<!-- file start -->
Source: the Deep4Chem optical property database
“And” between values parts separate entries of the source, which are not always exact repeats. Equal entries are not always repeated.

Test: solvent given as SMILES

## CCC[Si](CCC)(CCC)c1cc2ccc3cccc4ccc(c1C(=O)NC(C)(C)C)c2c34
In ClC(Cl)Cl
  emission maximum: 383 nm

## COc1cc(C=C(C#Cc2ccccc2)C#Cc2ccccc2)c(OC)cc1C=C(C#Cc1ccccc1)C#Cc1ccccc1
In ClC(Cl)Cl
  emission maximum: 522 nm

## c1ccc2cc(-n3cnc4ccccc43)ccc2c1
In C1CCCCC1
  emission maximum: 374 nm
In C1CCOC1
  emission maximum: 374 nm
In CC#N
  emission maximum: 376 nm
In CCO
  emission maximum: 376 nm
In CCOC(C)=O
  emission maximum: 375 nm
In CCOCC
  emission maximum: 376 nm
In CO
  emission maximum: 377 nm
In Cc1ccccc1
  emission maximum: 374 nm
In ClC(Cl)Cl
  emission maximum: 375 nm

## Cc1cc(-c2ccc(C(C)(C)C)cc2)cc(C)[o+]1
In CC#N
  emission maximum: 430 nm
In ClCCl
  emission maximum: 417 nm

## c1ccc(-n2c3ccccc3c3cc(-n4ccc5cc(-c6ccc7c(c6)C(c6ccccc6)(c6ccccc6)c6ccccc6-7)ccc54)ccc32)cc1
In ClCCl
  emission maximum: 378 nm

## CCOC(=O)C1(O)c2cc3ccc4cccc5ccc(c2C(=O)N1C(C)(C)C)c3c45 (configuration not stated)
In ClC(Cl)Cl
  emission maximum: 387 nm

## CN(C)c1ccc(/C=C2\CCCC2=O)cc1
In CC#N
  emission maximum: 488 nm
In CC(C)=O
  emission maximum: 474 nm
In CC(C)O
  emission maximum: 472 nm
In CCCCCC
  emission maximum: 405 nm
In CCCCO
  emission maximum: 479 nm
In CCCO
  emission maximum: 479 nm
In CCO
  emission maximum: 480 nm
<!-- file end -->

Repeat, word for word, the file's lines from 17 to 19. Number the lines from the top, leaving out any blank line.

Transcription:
In CCO
  emission maximum: 376 nm
In CCOC(C)=O